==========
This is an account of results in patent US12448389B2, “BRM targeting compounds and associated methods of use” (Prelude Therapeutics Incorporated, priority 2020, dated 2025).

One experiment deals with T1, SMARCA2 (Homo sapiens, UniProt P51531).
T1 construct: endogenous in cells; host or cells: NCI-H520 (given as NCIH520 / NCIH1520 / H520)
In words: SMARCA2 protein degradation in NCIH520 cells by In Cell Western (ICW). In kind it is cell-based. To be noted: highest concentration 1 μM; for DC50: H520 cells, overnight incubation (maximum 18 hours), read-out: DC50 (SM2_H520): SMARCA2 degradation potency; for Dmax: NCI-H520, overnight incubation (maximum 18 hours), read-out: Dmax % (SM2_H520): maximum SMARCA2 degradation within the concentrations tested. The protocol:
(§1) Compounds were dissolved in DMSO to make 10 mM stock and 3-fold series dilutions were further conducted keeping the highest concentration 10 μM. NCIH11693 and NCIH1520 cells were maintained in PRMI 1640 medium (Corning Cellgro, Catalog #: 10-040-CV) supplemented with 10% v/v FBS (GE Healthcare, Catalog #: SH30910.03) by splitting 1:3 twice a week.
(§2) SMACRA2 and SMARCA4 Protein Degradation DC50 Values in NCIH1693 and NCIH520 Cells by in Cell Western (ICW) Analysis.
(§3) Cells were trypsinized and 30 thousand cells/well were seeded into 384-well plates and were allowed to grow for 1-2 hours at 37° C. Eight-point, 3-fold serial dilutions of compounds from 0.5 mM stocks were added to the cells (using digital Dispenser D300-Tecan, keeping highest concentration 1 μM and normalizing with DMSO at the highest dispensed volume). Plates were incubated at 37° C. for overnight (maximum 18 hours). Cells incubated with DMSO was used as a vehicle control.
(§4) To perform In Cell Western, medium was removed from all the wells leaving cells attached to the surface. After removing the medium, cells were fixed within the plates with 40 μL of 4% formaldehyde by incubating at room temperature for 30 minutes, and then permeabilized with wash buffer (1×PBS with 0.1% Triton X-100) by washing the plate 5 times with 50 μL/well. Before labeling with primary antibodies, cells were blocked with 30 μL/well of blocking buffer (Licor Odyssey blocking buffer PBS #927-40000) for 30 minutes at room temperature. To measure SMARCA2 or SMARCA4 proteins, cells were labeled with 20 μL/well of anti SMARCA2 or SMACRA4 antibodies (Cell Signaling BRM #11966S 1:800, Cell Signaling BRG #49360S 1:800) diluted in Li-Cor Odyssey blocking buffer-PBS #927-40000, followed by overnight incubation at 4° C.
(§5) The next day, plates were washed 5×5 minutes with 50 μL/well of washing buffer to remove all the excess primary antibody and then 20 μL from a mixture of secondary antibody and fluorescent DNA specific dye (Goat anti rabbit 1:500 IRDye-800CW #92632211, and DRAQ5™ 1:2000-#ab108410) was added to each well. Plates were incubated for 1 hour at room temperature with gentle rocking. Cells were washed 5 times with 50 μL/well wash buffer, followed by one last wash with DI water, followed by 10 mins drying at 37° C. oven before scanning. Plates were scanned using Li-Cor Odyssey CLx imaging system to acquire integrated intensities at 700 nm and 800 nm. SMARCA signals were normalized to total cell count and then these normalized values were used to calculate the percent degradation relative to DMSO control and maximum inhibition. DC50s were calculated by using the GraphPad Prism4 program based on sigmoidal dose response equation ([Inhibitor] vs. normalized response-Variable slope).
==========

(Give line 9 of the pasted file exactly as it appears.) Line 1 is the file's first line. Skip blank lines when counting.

(§5) The next day, plates were washed 5×5 minutes with 50 μL/well of washing buffer to remove all the excess primary antibody and then 20 μL from a mixture of secondary antibody and fluorescent DNA specific dye (Goat anti rabbit 1:500 IRDye-800CW #92632211, and DRAQ5™ 1:2000-#ab108410) was added to each well. Plates were incubated for 1 hour at room temperature with gentle rocking. Cells were washed 5 times with 50 μL/well wash buffer, followed by one last wash with DI water, followed by 10 mins drying at 37° C. oven before scanning. Plates were scanned using Li-Cor Odyssey CLx imaging system to acquire integrated intensities at 700 nm and 800 nm. SMARCA signals were normalized to total cell count and then these normalized values were used to calculate the percent degradation relative to DMSO control and maximum inhibition. DC50s were calculated by using the GraphPad Prism4 program based on sigmoidal dose response equation ([Inhibitor] vs. normalized response-Variable slope).